Strategic sharing of a costly network

We study minimum cost spanning tree problems for a set of users connected to a source. Prim’s algorithm provides a way of finding the minimum cost tree m. This has led to several definitions in the literature, regarding how to distribute the cost. These rules propose different cost allocations, which can be understood as compensations…

Dual sourcing with price discovery

We consider a (standard) reverse auction for dual sourcing and propose to determine both the providers’ shares and the reserve price endogenously, depending on the suppliers’ bids. Our benchmark considers a two-stage game of complete information. After a first round of bidding, the two most competitive suppliers advance to the second stage and compete again…

Beyond the Spanish MIR with consent: (Hidden) cooperation and coordination in matching

Sequential mechanisms to solve matching problems are useful to promote (hidden) cooperation between agents. Taking as a starting point the MIRC mechanism, employed in Spain to match medical students and residency programs in privately owned hospitals, we find that: (1) In the current system, where the number of students that each program might enroll is…

Fair student placement

We revisit the concept of fairness in the Student Placement framework. We declare an allocation as α-equitable if no agent can propose an alternative allocation that nobody else might argue to be inequitable. It turns out that α-equity is compatible with efficiency. Our analysis fills a gap in the literature by giving normative support to…

Convergence in a Dynamic Heckscher–Ohlin Model with Land

Convergence among nations that share the same preferences and technologies is a key result of the closed-economy neoclassical growth framework that has received substantial support in the data. However, Heckscher–Ohlin versions of the two-sector neoclassical growth model predict that nations that differ in their capital–labor ratios may not converge to the same steady state, even…

Neoclassical Growth and the Natural Resource Curse Puzzle

We advance a novel mechanism that helps to explain the puzzling evidence on the natural resource curse. The new channel arises in a standard dynamic Heckscher–Ohlin model composed of small-open economies that take international output prices as given. Within this framework, a more capital-intensive primary sector implies that natural-resource abundant economies grow more slowly along…

The Dynamics of Heterogeneous Political Party Support and Egocentric Economic Evaluations: the Scottish Case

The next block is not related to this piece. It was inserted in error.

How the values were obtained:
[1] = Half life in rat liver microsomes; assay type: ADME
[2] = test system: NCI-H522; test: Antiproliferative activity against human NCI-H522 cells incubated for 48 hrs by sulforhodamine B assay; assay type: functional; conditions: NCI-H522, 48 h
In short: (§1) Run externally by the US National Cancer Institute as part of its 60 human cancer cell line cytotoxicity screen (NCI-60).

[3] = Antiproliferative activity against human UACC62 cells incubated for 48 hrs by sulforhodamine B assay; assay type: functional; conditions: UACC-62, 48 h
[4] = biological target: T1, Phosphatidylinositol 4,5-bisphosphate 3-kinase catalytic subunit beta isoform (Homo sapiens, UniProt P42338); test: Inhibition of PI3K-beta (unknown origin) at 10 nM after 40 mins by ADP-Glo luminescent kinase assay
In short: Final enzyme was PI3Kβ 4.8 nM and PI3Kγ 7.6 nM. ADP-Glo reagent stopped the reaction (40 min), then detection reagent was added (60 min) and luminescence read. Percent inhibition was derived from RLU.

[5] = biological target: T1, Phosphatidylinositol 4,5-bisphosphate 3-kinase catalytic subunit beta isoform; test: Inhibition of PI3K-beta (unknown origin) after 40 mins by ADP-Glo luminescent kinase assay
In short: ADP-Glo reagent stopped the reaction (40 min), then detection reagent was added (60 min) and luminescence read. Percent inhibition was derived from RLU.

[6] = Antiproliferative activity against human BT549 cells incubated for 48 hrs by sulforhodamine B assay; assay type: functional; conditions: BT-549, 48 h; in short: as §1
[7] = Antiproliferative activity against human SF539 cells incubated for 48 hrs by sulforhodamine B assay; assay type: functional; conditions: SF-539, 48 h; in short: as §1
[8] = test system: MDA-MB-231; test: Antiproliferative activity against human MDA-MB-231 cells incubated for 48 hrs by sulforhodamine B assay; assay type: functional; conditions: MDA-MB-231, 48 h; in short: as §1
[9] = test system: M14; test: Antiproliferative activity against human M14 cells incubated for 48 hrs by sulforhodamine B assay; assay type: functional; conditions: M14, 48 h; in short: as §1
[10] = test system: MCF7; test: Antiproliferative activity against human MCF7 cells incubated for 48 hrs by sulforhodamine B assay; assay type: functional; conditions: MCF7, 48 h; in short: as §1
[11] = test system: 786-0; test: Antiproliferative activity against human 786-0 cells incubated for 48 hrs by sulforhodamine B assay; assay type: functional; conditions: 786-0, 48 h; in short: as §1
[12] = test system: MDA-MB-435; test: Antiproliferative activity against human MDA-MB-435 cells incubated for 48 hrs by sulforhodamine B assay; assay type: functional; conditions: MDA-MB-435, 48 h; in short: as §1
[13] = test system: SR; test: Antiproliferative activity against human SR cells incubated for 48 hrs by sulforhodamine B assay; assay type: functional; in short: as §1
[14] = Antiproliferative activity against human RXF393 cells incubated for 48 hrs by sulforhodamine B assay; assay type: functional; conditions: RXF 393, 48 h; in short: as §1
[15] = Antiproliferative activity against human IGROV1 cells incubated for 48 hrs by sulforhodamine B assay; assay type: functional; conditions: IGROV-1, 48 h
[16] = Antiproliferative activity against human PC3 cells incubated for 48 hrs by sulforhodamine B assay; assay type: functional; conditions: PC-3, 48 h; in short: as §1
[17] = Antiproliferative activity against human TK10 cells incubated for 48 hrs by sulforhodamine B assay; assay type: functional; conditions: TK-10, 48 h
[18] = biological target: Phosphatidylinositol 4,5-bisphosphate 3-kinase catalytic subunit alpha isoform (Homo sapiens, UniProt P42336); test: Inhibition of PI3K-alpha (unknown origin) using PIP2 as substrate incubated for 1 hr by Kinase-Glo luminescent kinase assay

We explore the dynamics of the Scottish National Party (SNP) support using the British Household Panel Survey (BHPS) during 1999-06. We study the relative importance of political sentiments and egocentric economic evaluations by disentangling the effects of state dependence and unobserved heterogeneity by gender. Egocentric economic evaluations constitute an important determinant of SNP support over the entire period, being this…

Impacto de la Ley de Dependencia sobre el gasto autonómico en servicios sociales

Objetivo: En este trabajo se cuestiona si el desarrollo del Sistema de Autonomía y Atención a la Dependencia (SAAD) contribuyó a incrementar el volumen de recursos del sistema público de servicios sociales (efecto desplazamiento) o, por el contrario, si dicho desarrollo se produjo a costa del resto de prestaciones de servicios sociales (efecto sustitución). Método:…

Do institutions of the euro area converge?

In this paper, we analyzes institutional convergence across eurozone economies with data of six institutional variables for the period December 1998- July 2018. The underlying motivation is that institutional factors, apart from affecting economic performance in the short-run, are key determinants of the long run per-capita income levels of the countries. We apply the third-generation…

Do economic recessions cause inequality to rise?

We use a local projection approach to analyze the effect of economic recessions on income inequality in a comprehensive sample of 43 countries from 1960 to 2016. Although we consider both business-cycle and growth-cycle recessions, we fail to find evidence of significant positive impacts of economic downturns on income distribution, once controls are added to…